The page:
Film Noir Classics Collection, Volume 4

Written by Joe D on August 21st, 2007

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Young Nick Ray

I just got the 10 film set Film Noir Volume 4. the first film I watched was Nick Ray’s They Live By Night. This was Ray’s first film and it’s a very impressive debut to say the least. I have been wanting to see this movie for years! i couldn’t ever find a copy of it so when I saw it as part of this collection I grabbed it. I was not disappointed. This movie is excellent. The acting is great especially the scenes between Farley Granger and Cathy O’Donnell. Their innocence and emotional transparency is moving, beautiful.
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Young Farley

I recently watched a giallo starring Farley Granger called Amuck. It also starred the lovely Barbara Bouchet. A cool movie and interesting to compare to They Live By Night if only to see Farley as an innocent on the run in the rural south versus a decadent rich semi aristocrat in Venice.
A friend of mine took a film course Nick Ray taught at SUNY Purchase in the mid 70’s. He said on the first day of class Ray shows up with sunglasses so black they looked like they were spray painted, his hair was shocking white, as white as the snow he was chopping on the desktop and shovelling up his nose. “From now on this class will meet at midnight!” Ray barked, and they did meet at midnight from then on, making a class film with Ray directing.
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Young Cathy O’Donnell

They Live By Night does bear comparison with Citizen Kane. Both were made at RKO, both were by first time directors and Night was produced by John Houseman who had been Welles producing partner at the Mercury Theater. There is a sense of experimentation in them both, a refreshing breaking of rules, unconventional angles, fresh ideas. Greg Toland asked to shoot Kane. He knew Welles had never made a film, he also knew Welles was a super talent uninhibited, full of crazy ideas, and Toland knew with his skill he could realize them. We have that dynamic of an unorthodox talented newcomer here in this film. Years later around the time of 55 Days at Peking Ray saw Bunuel’s Nazarin. He was blown away, excited by the film. He arranged for it to be distributed in the US. Ray asked Bunuel how much the film had cost. Bunuel replied” 50,000 dollars.” Ray responded” I wish I could make a film like that, with that freedom.” Bunuel said” Why don’t you do it. Make a film for $50,000.” Horrified Ray answered ” I can’t do that! Everybody would think I was washed up!”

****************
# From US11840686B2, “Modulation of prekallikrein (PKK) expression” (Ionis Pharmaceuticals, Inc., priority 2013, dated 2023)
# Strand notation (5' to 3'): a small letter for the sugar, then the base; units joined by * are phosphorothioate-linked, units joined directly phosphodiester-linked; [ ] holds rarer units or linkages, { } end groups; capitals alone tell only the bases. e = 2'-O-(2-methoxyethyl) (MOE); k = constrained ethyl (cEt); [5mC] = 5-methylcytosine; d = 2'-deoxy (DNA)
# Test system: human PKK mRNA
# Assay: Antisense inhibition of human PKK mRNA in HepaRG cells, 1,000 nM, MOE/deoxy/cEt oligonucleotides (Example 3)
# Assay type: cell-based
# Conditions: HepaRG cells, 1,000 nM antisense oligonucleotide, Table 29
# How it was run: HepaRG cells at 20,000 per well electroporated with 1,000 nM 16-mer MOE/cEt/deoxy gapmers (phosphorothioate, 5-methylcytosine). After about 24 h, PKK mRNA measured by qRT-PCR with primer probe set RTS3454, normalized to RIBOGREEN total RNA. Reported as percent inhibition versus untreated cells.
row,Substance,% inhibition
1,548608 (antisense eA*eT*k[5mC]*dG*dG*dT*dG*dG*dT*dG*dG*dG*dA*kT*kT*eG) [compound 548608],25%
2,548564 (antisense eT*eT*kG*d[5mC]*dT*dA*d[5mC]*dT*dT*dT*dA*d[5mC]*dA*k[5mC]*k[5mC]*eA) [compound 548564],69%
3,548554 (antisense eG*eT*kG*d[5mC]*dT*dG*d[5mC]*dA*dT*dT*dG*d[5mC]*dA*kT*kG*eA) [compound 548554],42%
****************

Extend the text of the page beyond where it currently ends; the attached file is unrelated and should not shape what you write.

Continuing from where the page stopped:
The rest of the cast is excellent as well. Great character actors, great faces. Jay C. Flippen, the frog faced tough guy who started in vaudeville was never better. Howard Da Silva plays a one eyed psycho and is thoroughly despicable.
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Flippen & DaSilva
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She made a deal with the Devil, I mean the F.B.I.

Helen Craig, a tough broad that will do anything to get her husband out of jail,is as traitorous as a rabid rattlesnake. Great!
The filmmaking is top notch, the locations, the sets, all superb. The attention to detail is so real, so alive, it’s like they got real tools from a working garage for the gas station and the diner feels greasy and neon lit in a truly unique but real way.
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The magic of Neon
I must comment on the fact that one of the two credited art directors is Albert S. D’Agostino. I am a huge fan of his work and I’m planning on posting about him soon. Also we share similar last names. He was the head of the art department at RKO, my favorite studio.And this is the earliest use of a helicopter shot I can think of, very cool.
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Ultra Romantic Imagery

There are some beautiful shots and wonderful lighting effects, a close two shot of Farley and Cathy in the flickering firelight, shots through windows with neon signs, the creepy shot of Farley leaving the pseudo justice of the peace’s office, heavy with tragic foreboding.
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Heavy with Tragic Foreboding

But one shot that really stood out to me is the final shot of the film. It’s a Close Up of Cathy, she’s framed in a doorway, highlights in her hair, her face suffused with a soft light, slowly the light on her face fades out, this was done on the set with a dimmer for as her features get darker and darker the highlights in her hair stay the same, a beautiful in camera effect. I believe the script says something like “she is swallowed by darkness.”
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She is swallowed by darkness

I saw another film from this set at the Film Noir Festival at the American Cinematech 2 years back, Crime Wave, an excellent noir by Andre de Toth. I’ll write about that one soon. But so far it’s thumbs up for this collection. Check it out!

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